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Alan Freed

Related: 1940s - 1950s - American music - rock music - radio


1951: Cleveland, Ohio DJ Alan Freed [white]begins calling "rocking music" by the name "rock and roll."


Alan Freed, also known as Moondog (December 15, 1921 January 20, 1965) was an American disc-jockey (DJ) who became internationally known for promoting African-American Rhythm and Blues (R&B) music on the radio in the United States and Europe under the name of Rock and Roll. Many of the top African American performers of the first generation of rock and roll (such as Little Richard and Chuck Berry), salute Alan Freed for his pioneering attitude in breaking down racial barriers among the youth of 1950s America. His career was destroyed by the payola scandal that hit the broadcasting industry in the early 1960s. --http://en.wikipedia.org/wiki/Alan_Freed [Feb 2006]

Payola [...]

Late Forties

Going back to the new music style of the late forties, it is interesting to note that the new music style was in place but it had no official name. The name for the music came, when the noted disc jockey Alan Freed (Albert James Freed, 1921-1965) went on the air again on the 11th July, 1951, with his first Rock and Roll Party in which he actually programmed black music for a white audience. Alan Freed had been talked into returning to radio by Leo Mintz, a record store owner in Cleveland, after a position as disc jockey at a television station, and Leo Mintz even suggested that Alan Freed should try to play the rocking tunes known as 'race records', that were so popular and bought in large numbers by the jukebox operators in the Negro neighborhoods. Alan Freed is said to have coined the new phrase from the lyrics of the 1947 rhythm'n'blues hit "We're Gonna Rock (We're Gonna Roll)" released on Apollo label by Wild Bill Moore (William M. Moore, 1918-1983), but Wild Bill Moore also recorded the tune "Rock and Roll" on Modern label in 1949. The same tune had in fact been released on Manor label by Paul Bascomb in 1947 before the record ban, so it might have been that tune instead that gave Alan Freed the new phrase. After Alan Freed had used the new phrase in his radio shows other disc jockeys at big radio stations all over America followed suit. -- http://juke-box.dk/gert-rocknroll.htm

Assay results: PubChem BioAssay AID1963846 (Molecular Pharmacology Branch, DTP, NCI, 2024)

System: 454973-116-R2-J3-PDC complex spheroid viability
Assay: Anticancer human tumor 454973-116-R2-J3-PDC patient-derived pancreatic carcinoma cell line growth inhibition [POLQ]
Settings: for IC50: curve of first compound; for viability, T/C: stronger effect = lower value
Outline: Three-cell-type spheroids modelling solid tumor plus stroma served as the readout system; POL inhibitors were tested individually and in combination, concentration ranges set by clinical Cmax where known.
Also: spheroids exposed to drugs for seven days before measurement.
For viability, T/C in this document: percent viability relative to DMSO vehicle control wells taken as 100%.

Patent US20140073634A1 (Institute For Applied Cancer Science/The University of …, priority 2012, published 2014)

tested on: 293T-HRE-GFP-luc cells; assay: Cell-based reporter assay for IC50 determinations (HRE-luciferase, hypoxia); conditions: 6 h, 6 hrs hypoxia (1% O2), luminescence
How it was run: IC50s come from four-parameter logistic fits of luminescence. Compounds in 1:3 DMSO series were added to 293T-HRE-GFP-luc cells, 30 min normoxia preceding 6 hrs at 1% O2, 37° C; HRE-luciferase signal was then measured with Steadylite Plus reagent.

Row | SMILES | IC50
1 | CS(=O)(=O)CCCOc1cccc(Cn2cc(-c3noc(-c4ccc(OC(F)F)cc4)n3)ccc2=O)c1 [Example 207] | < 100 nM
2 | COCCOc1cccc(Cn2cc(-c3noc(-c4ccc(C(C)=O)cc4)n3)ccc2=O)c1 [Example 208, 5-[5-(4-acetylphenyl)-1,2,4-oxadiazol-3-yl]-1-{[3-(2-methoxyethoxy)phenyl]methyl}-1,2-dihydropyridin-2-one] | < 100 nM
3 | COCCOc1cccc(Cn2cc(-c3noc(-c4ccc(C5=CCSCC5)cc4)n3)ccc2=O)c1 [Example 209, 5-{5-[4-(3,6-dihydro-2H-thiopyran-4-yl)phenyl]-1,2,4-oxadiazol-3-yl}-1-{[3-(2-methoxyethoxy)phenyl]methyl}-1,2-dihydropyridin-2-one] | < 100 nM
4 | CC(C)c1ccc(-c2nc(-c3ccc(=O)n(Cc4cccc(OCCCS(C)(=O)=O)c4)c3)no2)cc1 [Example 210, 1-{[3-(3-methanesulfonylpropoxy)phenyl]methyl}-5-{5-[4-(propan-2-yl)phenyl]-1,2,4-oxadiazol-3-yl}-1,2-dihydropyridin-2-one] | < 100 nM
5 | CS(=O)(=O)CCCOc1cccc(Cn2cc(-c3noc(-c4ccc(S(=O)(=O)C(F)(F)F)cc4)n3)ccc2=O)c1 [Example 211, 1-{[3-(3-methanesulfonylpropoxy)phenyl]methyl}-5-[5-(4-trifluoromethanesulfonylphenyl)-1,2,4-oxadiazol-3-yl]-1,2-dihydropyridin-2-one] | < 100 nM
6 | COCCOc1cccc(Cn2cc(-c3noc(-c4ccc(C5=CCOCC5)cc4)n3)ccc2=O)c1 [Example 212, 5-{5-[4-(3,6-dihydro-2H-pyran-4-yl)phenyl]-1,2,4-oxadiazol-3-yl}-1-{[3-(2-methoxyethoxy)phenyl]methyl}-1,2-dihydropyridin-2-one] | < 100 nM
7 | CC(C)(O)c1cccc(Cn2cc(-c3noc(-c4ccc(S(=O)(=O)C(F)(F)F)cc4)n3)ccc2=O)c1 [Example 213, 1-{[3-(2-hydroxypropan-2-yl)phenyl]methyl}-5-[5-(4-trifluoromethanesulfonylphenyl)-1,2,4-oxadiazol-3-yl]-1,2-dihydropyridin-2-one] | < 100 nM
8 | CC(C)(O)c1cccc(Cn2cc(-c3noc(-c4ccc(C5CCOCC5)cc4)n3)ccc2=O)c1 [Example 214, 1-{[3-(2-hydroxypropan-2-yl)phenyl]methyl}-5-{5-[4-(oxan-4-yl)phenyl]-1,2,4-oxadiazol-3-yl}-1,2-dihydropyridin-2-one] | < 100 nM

Rock 'n Roll

1951- Freed came on at 11:15 PM -2:30 AM Saturdays. WJW-AM in Cleveland. "Moondog House Rock and Roll Party" he called it. But the music was Rhythm and Blues. And the name referred to the show.

Freed's sponsor was a record store, Record Rendezvous, down the street from the studio. If they purchased a record, his job was to push it.

Called himself Moondog - a creature of the night. Pleaded with listeners to come in and pledge their loyalty to him - to be Moondoggers. And as reward for this loyalty, someday he was gonna throw them a huge party in Cleveland's Arena. He'd invite all the artists whose songs he played.

Which isn't exactly how it turned out. The Moondog Coronation Ball, held in Cleveland on March 21, 1952, was a riot. A madhouse of people and energy. Like Freed, a contrast. A raging success and a total failure. Click on link to read more about it!

Did he coin the term "rock and roll"? Probably. And if he didn't, he made it famous. http://www.fiftiesweb.com/freed.htm

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